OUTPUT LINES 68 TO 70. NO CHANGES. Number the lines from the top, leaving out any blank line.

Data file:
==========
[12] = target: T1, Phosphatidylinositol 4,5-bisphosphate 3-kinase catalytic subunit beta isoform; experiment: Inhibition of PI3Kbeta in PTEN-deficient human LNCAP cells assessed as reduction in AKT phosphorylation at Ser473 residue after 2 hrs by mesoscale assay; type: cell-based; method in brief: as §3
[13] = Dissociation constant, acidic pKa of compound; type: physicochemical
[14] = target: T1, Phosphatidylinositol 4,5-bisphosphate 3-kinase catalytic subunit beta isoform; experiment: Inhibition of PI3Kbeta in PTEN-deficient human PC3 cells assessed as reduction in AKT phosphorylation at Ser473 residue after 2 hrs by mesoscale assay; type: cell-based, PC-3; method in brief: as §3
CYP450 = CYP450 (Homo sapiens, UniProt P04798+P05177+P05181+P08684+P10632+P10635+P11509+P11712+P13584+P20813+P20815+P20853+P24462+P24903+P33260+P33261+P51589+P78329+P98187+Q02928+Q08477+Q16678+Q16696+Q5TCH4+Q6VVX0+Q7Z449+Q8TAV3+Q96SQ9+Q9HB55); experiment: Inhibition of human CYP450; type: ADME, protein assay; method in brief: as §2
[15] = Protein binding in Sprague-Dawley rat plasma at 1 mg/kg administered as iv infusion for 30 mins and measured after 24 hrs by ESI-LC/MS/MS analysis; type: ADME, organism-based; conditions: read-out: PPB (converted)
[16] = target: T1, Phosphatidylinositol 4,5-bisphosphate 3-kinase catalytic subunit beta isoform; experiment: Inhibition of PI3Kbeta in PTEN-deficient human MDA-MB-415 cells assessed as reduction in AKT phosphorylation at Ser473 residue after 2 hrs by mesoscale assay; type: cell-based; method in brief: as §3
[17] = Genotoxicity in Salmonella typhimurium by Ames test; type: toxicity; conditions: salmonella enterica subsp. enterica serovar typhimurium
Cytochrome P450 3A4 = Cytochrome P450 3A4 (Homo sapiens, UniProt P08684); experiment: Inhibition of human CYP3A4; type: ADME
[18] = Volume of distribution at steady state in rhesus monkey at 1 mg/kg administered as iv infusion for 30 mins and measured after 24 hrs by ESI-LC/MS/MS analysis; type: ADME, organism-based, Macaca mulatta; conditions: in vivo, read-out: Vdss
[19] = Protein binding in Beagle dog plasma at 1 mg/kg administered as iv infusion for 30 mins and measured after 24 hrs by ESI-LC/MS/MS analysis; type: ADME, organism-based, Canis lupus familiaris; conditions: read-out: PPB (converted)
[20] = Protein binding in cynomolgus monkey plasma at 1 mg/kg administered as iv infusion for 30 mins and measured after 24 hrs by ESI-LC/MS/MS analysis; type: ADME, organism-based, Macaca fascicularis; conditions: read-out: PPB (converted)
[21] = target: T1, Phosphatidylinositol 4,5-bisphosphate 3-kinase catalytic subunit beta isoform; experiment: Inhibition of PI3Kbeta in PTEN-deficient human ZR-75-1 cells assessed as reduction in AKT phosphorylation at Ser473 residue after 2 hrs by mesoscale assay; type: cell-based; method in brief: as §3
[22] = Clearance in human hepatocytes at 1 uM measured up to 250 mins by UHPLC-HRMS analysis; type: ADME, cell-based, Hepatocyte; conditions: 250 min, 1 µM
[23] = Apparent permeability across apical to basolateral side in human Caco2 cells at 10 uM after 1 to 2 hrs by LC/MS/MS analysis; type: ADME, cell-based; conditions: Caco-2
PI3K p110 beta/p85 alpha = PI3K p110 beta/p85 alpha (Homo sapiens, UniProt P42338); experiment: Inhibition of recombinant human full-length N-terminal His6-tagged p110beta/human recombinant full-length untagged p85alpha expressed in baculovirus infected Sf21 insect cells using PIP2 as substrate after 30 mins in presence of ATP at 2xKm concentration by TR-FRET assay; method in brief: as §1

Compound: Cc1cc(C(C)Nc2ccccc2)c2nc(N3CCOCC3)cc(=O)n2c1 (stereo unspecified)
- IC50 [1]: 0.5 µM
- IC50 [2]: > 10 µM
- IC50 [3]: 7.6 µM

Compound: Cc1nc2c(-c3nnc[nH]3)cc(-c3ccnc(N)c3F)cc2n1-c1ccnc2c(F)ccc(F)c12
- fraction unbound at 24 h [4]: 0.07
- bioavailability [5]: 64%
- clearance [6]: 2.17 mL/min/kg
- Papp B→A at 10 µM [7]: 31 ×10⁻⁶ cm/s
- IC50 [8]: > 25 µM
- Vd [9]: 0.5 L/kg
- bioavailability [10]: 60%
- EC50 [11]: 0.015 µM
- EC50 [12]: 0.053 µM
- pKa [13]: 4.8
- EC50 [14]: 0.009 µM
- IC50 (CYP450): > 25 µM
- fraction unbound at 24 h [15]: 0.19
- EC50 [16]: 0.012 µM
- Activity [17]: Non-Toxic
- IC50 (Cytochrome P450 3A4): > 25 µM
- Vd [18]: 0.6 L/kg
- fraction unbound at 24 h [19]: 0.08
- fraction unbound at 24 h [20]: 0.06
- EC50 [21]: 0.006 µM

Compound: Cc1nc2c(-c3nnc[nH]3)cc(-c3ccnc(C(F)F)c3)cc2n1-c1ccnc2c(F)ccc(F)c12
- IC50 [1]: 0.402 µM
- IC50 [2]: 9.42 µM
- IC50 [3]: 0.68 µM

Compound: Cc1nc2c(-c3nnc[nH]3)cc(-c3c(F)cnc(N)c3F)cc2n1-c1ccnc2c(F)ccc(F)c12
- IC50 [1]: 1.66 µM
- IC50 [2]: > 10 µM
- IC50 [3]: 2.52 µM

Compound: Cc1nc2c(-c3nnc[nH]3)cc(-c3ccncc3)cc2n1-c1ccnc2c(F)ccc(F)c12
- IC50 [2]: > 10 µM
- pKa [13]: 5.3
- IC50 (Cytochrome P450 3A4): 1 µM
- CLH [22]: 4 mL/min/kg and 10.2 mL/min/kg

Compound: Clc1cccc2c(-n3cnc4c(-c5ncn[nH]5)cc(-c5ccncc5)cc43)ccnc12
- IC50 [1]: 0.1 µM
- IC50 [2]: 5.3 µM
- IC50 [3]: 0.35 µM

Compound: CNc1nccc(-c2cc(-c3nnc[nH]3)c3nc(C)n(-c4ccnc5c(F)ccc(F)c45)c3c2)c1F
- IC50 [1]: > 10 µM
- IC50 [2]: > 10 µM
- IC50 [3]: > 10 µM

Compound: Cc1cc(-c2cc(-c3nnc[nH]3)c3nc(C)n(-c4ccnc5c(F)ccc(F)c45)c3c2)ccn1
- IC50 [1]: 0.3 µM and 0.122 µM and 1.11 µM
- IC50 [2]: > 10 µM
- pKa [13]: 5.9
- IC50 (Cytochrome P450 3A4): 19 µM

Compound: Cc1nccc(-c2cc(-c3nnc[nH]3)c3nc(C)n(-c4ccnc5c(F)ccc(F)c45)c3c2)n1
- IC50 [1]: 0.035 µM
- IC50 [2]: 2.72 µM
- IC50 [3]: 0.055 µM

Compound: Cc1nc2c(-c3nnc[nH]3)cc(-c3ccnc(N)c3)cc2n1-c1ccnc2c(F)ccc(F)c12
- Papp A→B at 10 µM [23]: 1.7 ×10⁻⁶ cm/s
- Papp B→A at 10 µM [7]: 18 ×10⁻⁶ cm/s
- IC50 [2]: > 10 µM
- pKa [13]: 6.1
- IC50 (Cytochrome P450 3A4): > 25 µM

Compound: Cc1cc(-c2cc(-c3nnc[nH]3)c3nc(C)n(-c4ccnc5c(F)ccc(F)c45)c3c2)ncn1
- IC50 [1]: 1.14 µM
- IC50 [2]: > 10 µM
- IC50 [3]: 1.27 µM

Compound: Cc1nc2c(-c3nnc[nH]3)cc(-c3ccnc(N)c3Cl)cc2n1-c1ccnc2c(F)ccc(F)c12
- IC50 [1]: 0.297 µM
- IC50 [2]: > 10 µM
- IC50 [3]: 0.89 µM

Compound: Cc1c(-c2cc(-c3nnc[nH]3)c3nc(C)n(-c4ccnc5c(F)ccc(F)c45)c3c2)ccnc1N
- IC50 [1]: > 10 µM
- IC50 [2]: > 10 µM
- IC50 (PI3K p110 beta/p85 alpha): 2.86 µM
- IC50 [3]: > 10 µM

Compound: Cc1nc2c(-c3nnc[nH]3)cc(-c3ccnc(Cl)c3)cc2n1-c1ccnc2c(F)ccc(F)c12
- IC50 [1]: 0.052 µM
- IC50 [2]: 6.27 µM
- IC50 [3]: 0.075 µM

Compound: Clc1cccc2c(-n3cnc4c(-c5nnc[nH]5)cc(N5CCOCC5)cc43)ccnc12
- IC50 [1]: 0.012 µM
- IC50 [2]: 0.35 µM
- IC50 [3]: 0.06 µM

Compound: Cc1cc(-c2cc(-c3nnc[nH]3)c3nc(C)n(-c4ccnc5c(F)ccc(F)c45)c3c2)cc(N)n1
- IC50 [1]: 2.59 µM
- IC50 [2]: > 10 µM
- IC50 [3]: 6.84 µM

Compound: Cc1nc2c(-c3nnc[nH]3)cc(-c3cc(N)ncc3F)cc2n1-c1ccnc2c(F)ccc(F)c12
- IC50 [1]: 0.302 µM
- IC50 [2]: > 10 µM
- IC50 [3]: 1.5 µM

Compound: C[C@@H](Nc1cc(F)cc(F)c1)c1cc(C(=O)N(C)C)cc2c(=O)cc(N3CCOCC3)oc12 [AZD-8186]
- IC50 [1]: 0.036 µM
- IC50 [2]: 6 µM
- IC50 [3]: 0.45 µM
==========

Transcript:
- IC50 [1]: 0.035 µM
- IC50 [2]: 2.72 µM
- IC50 [3]: 0.055 µM